LLM student at Hidayatullah National Law University, India
The recent controversy of the infamous Cyrus Mistry case has created buzz over corporate governance. Corporate governance is bulwark of transparency and this transparency necessitates proper execution of rights against Oppression and Mismanagement in the Company. Initially the scope of remedy against prejudice was confined to only oppressive act, later on the basis of recommendations issued under Bhabha Committee report in 1952 the scope was widened to include mismanagement as well with the ambit of Indian Company Law. To protect the interest of shareholders the law relating to “Oppression and Mismanagement” Chapter XVI has been incorporated in Companies Act 2013. However, neither the term “Oppression” nor “Mismanagement” have been clearly defined under the act and therefore the scope rests entirely on judicial interpretation. This makes it quintessential to understand in depth the delineating features of the various terms finding mention under Companies Act and this article endeavours do so by analysing the term “Unfairly prejudiced”. The term “unfairly prejudice” with regards to oppression and mismanagement has originated in UK and the same has not exactly found a place under Indian Law. Section 241 of Companies Act uses the term “Prejudice”, therefore it becomes immensely important to understand the scope of the term to correctly prevent oppression and Mismanagement.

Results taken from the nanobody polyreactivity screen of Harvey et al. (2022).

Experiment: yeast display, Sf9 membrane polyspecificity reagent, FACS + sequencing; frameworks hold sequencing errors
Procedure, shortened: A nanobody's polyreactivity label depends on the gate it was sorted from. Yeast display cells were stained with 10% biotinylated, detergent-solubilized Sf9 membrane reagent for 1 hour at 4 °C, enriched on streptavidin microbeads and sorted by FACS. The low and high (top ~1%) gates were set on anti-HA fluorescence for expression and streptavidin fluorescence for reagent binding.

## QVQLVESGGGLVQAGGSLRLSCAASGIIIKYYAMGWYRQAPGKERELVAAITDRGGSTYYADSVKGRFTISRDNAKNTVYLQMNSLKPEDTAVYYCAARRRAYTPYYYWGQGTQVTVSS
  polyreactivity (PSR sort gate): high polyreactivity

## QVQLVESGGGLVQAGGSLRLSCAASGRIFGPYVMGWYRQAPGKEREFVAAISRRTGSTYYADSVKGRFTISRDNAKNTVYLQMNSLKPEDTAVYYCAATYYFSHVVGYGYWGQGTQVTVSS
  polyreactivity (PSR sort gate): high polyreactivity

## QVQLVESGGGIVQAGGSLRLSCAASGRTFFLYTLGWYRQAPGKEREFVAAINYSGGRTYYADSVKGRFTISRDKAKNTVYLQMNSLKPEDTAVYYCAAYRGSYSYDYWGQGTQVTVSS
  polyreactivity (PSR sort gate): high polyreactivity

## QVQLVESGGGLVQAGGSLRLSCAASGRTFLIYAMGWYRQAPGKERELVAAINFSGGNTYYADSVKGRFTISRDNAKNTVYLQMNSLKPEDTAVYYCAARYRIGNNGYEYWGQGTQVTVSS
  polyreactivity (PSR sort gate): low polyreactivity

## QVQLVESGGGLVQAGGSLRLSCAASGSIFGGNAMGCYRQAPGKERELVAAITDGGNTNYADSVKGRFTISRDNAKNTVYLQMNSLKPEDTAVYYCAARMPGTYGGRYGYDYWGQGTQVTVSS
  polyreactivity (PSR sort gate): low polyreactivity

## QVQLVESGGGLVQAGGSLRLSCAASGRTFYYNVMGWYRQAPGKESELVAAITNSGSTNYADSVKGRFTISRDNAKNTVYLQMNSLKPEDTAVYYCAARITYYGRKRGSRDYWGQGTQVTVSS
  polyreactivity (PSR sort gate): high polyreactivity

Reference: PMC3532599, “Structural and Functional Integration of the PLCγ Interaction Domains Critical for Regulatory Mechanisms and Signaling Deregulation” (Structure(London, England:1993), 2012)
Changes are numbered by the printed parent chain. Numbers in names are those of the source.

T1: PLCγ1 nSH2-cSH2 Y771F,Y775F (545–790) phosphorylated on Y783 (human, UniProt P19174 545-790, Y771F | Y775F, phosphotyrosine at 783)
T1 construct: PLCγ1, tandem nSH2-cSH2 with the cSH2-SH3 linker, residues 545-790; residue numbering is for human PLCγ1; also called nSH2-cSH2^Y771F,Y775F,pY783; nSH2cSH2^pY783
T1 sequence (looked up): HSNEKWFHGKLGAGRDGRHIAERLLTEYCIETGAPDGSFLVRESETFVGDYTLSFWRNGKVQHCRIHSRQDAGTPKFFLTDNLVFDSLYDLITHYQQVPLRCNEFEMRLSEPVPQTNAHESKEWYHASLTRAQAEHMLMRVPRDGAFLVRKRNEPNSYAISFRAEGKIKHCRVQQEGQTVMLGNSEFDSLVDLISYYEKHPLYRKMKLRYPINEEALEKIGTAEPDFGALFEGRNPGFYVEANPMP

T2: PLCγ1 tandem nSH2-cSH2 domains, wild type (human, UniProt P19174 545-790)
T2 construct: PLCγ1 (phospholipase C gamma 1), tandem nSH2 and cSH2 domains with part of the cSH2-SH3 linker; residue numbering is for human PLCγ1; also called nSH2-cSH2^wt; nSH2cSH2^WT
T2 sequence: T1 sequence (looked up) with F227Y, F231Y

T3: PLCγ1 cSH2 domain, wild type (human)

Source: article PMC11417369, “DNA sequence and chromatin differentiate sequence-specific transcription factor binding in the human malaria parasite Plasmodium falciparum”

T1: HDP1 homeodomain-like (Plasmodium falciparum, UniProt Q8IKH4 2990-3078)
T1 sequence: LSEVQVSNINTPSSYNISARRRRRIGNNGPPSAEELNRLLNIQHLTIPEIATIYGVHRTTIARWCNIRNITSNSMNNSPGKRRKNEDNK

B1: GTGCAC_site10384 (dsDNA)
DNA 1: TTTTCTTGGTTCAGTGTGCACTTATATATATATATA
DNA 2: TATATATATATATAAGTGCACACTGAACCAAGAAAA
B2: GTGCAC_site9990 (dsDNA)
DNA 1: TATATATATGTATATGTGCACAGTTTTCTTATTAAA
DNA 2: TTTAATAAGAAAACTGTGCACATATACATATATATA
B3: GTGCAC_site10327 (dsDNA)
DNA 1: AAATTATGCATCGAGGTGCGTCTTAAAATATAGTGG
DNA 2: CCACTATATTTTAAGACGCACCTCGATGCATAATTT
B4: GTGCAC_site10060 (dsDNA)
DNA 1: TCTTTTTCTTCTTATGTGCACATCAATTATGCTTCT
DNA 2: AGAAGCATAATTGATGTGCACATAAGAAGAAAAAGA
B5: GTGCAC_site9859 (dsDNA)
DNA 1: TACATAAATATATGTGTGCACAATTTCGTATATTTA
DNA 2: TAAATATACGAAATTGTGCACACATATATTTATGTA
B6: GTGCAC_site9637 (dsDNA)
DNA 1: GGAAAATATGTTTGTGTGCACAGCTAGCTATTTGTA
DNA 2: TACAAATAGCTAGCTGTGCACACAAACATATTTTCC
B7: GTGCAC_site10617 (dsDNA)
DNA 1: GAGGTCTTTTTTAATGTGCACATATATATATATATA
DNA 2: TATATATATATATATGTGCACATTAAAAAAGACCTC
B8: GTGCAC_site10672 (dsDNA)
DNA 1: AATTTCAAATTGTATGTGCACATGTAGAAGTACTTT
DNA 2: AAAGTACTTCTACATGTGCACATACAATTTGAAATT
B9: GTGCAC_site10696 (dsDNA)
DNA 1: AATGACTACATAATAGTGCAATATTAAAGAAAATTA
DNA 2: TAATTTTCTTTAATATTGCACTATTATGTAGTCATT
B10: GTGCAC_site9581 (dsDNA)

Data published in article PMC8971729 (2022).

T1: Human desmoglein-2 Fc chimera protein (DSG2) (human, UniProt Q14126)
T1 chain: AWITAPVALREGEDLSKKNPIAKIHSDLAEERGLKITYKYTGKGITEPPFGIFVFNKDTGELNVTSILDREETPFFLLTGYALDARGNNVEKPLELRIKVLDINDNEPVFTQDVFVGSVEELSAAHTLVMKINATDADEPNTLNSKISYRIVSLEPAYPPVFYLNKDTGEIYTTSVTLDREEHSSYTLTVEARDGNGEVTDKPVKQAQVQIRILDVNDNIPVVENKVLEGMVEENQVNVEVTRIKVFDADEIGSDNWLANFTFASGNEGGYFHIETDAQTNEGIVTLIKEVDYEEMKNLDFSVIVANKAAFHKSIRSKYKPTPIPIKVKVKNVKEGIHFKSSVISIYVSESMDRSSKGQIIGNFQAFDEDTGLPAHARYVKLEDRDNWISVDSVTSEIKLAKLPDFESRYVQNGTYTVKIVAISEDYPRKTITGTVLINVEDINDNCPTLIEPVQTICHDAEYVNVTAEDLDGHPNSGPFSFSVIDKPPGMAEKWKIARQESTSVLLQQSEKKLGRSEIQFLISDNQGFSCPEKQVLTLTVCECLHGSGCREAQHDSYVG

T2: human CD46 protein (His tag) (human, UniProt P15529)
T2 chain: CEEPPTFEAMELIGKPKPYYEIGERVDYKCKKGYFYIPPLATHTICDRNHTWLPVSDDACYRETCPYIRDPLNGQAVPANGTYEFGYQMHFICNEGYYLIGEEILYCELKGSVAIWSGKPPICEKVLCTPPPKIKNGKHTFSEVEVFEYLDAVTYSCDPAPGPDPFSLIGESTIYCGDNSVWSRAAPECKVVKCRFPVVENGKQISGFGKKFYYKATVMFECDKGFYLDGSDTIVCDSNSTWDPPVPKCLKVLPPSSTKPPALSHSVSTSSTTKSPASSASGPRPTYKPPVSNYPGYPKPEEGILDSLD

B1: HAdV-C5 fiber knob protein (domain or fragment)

International Journal of Law Management and Humanities, Volume 4, Issue 5, Page 2256 - 2262DOI: https://doij.org/10.10000/IJLMH.112133
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